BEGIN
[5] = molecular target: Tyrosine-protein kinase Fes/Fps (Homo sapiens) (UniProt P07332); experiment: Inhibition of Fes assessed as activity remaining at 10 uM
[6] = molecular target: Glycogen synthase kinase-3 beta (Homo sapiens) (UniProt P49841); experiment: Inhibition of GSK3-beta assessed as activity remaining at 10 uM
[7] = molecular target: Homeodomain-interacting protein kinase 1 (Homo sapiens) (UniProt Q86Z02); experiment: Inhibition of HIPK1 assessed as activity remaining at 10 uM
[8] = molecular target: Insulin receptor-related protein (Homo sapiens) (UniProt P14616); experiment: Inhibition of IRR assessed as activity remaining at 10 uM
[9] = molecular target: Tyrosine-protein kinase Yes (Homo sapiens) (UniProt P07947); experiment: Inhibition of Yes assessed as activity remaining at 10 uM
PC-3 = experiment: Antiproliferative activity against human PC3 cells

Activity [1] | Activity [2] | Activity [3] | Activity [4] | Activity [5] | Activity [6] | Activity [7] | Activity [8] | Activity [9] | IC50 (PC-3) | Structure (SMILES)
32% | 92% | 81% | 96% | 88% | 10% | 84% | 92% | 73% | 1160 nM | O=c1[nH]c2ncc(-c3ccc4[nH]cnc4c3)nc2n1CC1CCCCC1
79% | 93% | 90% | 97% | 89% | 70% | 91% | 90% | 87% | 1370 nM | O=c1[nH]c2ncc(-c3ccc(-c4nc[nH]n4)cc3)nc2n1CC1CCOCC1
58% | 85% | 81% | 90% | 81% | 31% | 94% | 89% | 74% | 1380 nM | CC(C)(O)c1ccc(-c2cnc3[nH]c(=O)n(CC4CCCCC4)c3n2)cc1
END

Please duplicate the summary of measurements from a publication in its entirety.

[5] = molecular target: Tyrosine-protein kinase Fes/Fps (Homo sapiens) (UniProt P07332); experiment: Inhibition of Fes assessed as activity remaining at 10 uM
[6] = molecular target: Glycogen synthase kinase-3 beta (Homo sapiens) (UniProt P49841); experiment: Inhibition of GSK3-beta assessed as activity remaining at 10 uM
[7] = molecular target: Homeodomain-interacting protein kinase 1 (Homo sapiens) (UniProt Q86Z02); experiment: Inhibition of HIPK1 assessed as activity remaining at 10 uM
[8] = molecular target: Insulin receptor-related protein (Homo sapiens) (UniProt P14616); experiment: Inhibition of IRR assessed as activity remaining at 10 uM
[9] = molecular target: Tyrosine-protein kinase Yes (Homo sapiens) (UniProt P07947); experiment: Inhibition of Yes assessed as activity remaining at 10 uM
PC-3 = experiment: Antiproliferative activity against human PC3 cells

Activity [1] | Activity [2] | Activity [3] | Activity [4] | Activity [5] | Activity [6] | Activity [7] | Activity [8] | Activity [9] | IC50 (PC-3) | Structure (SMILES)
32% | 92% | 81% | 96% | 88% | 10% | 84% | 92% | 73% | 1160 nM | O=c1[nH]c2ncc(-c3ccc4[nH]cnc4c3)nc2n1CC1CCCCC1
79% | 93% | 90% | 97% | 89% | 70% | 91% | 90% | 87% | 1370 nM | O=c1[nH]c2ncc(-c3ccc(-c4nc[nH]n4)cc3)nc2n1CC1CCOCC1
58% | 85% | 81% | 90% | 81% | 31% | 94% | 89% | 74% | 1380 nM | CC(C)(O)c1ccc(-c2cnc3[nH]c(=O)n(CC4CCCCC4)c3n2)cc1